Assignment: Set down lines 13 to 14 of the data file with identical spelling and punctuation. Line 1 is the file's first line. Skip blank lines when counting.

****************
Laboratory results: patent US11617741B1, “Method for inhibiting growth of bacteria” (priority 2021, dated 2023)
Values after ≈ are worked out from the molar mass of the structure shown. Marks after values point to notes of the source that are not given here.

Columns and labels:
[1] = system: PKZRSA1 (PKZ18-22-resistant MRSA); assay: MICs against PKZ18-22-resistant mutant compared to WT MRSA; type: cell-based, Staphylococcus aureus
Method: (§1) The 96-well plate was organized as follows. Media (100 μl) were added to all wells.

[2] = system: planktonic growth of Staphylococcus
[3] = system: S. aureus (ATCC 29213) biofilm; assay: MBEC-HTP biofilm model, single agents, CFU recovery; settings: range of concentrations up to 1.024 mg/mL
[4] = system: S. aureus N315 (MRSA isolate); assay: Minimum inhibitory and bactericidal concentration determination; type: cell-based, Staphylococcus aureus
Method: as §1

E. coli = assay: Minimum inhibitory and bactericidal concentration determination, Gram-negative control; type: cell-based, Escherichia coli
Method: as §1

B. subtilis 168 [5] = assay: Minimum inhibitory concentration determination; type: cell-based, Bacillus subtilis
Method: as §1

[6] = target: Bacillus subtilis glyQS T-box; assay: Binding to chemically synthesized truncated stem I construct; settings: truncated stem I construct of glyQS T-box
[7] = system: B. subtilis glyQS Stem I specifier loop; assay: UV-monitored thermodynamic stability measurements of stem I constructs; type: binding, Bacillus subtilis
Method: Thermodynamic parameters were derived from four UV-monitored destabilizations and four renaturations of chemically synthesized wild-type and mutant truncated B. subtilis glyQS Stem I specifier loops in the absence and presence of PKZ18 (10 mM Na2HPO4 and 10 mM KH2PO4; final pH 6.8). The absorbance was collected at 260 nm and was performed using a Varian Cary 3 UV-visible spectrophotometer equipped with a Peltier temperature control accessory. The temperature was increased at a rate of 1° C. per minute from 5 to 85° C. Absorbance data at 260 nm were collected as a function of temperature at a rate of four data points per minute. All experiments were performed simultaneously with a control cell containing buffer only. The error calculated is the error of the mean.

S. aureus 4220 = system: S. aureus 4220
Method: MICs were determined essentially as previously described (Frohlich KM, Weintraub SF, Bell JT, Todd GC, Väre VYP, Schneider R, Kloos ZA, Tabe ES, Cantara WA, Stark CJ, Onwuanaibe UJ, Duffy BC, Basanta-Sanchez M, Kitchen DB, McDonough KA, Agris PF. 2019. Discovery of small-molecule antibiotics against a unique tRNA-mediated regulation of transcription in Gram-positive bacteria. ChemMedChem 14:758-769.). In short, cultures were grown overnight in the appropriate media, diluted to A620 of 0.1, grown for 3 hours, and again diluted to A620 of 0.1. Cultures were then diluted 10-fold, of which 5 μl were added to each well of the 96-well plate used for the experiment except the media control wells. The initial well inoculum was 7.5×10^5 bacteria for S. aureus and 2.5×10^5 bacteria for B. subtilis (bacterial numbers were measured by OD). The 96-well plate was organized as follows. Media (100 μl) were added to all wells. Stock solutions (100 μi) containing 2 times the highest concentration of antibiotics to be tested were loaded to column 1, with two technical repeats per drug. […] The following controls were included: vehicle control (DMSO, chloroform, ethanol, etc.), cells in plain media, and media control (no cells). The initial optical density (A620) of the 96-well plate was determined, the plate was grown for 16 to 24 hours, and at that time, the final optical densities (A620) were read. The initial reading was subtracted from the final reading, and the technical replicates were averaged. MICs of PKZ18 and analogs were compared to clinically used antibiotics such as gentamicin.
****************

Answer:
Method: as §1

[6] = target: Bacillus subtilis glyQS T-box; assay: Binding to chemically synthesized truncated stem I construct; settings: truncated stem I construct of glyQS T-box